Modules, mods for short, are, simply put, collections of data that can be gathered together and used to spawn a simulation instance. It’s helpful to think of mods as packages - mods allow for modularity, in the sense that we can put different collections of mods together and achieve a working simulation model that can be run.
This ability to combine multiple mods is the key here. For managing multiple mods within one “environment” we’re moving into the domain of scenarios.
Mod within the larger file structure
Mods always exist in dedicated mods directory. This directory can be found inside larger structures of scenarios, which almost by definition are collections of multiple mods.
File structure within the module
There are not many strict requirements in terms of internal organization of files in a module. One such requirement is the
Each mod needs a
module.yaml file present in it's top directory.
nameunique name of the module, string without spaces
versionversion of the module
outcomeversion of the outcome architecture the module is written for
titleevan more human readable version of the name
descriptionbriefly about the mod
authorgroup or person behind the mod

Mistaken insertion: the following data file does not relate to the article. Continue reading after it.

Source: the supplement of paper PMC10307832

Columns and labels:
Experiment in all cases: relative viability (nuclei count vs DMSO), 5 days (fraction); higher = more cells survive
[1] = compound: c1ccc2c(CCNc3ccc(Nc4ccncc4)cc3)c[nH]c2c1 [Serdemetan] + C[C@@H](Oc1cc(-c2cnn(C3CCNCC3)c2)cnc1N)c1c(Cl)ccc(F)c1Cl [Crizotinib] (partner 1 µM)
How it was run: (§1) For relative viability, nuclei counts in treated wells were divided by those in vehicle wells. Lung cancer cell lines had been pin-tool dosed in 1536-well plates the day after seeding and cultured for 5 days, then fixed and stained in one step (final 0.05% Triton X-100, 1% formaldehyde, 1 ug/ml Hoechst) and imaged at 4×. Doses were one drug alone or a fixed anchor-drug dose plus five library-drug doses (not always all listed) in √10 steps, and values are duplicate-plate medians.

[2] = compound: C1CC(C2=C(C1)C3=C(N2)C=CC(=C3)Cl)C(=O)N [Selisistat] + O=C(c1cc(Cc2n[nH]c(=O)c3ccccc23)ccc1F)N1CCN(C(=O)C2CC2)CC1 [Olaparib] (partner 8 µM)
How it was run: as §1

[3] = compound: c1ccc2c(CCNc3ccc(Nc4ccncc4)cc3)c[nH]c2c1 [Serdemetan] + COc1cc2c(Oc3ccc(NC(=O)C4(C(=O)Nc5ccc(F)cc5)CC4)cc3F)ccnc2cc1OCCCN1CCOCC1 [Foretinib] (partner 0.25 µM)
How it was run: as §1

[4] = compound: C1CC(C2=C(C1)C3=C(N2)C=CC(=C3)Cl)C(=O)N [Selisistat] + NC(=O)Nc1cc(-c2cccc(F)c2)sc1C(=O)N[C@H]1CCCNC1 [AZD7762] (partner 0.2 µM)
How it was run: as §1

websiteplace to get more information about the mod and people behind it
dependencieslist of required modules for this module to work, see more about dependencies
# example of a module.yaml file name: test_mod title: Test mod description: Just testing. description_long: This is just a testing module, not really usable yet. author: John Doe website: example.com version: 0.0.1 outcome: 0.0.1 dependencies: base: 0.0.1
Flexibility within the mod
Apart from the required files, there is much flexibility when it comes to organization of non-essential files (user-written module files) inside the mod. This flexibility is possible because the files themselves specify everything inside them - the declarations made within module files don't need any additional context. Thus, structure of directories within the mod, even the names of the files are not an essential part of the module file processing.
Program reading a module will read all files (given they have the proper yaml/json extensions).
Organization of files into directories can be useful, so can be certain approaches to naming the module files.